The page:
Business and Operations
Marketing Insights: April-May 2016
Phone training 101
By Michelle Brisebois
It’s easy for us to forget that even though online ordering is growing, personal contact by phone is still the most popular way to order a pie. In the United States, there were 1.02 billion orders placed over the phone in 2015 versus 904 million placed online, according to NPD Group research.
If your workforce consists of younger people, this could pose some challenges for your business. Millennials are great with their phones – they tweet, post, text and take pictures with them. What they rarely do with them, however, is have a verbal conversation.
If half of your orders or more still come by phone, is your workforce ready to provide a great experience for your customers?
Communication by phone is going the way of the dodo bird. A study by the wireless industry association reports the time spent on the phone fell for several years from 2006 to 2012. The length of call decreased from an average of 3.03 minutes a day to 1.8 minutes. This decrease has been largely driven by millennials, who are more inclined to communicate visually than verbally. The important thing to remember is that many baby boomers still prefer to use the phone. If you mix this tendency with a workforce that doesn’t have a chance to develop and practise phone etiquette, it’s potentially going to hinder your ability to deliver stellar customer service and sales revenue.
There are interesting reasons for millennials’ reluctance to call people as opposed to texting them. Many millennials feel that calling someone is more intrusive than texting. Another theory is that millennials tend to be more direct in their communication – a style probably honed by texting, tweeting and posting daily to social media. These forums don’t allow for lengthy phone conversations.
A phone order potentially has benefits over an online order. It gives your team a chance to upsell, create a personal rapport and personalize service. A survey by SmartMoney.com discovered “15 per cent of customers actually want to hear about upsell offers, if done properly.” Try to guide your team towards an effective phone exchange with the customer. It won’t happen organically; this generation will need telephone training more than any before it.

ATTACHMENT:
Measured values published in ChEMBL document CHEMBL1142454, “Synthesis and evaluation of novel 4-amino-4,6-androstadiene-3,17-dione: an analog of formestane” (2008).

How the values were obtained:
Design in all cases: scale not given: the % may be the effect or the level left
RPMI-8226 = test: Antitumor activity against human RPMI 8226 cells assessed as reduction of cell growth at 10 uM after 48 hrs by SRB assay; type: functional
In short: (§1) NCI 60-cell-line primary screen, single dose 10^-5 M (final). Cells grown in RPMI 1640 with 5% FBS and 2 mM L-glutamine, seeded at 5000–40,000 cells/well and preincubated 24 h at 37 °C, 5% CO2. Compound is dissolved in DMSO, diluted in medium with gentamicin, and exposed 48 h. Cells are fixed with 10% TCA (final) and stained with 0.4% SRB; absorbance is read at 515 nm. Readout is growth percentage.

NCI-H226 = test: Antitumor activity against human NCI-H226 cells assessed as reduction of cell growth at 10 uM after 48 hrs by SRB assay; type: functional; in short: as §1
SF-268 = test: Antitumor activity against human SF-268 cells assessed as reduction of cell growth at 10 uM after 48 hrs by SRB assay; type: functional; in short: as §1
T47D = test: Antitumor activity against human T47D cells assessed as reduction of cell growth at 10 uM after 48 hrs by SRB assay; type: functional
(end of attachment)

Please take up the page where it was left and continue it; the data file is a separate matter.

Focusing on the following areas will help you develop a training program to enhance direct customer interaction by phone.
The most important first step is to ensure all team members who interact with customers know your products inside and out. Customers sometimes don’t realize that they actually want or need something different from what they’re trying to order. If your team knows the menu intimately and pays close attention to what the customer is saying, they can make suggestions for additional or different items. Role-play with your staff to help them develop a knack for identifying an opportunity.
For a generation used to direct and efficient communication without fluff (or often punctuation) to get in the way of sending a message, small talk may seem pointless and uncomfortable. Remind your employees that small talk does often have a point – to learn about the other person and then to use that information to fit them with products and services that solve a problem they have. Perhaps with this perspective, those goal-oriented millennials will embrace the process? The person in control of the conversation is the one asking the questions, so help them understand that they can help the customer by asking great questions. “I’m not sure what toppings to have,” a customer might say. “Are you in the mood for a hearty meal or would you prefer lighter fare?” would be an example of a probing response.
A verbal interaction with someone often requires note taking, but a generation used to already having notes documented in a text message or email may find the process quite foreign. Train your team to take notes while speaking to a customer to ensure orders are captured properly. If you have a strong point-of-sale system, then typing the notes while talking to the customer will likely be easier. Get a good headset for the phone so the receiver won’t be cradled between the ear and the shoulder with a crooked neck. Encourage staff to repeat back the order and delivery address to the customer to ensure they have been captured correctly. This step will cut down on confusion and missed deliveries.
These points may seem incredibly remedial if you were born before 1985, but that’s the point. Millennials are digital natives and there are many skills like baking bread from scratch and sewing one’s own clothes that were once commonplace, only to be relegated to hobby status as technology evolved. We’re in transition with two generations communicating via different channels and in different ways, and meeting each other halfway can result in great customer service.
Michelle Brisebois is a marketing professional with experience in the food, pharmaceutical and financial services industries. She specializes in brand strategies.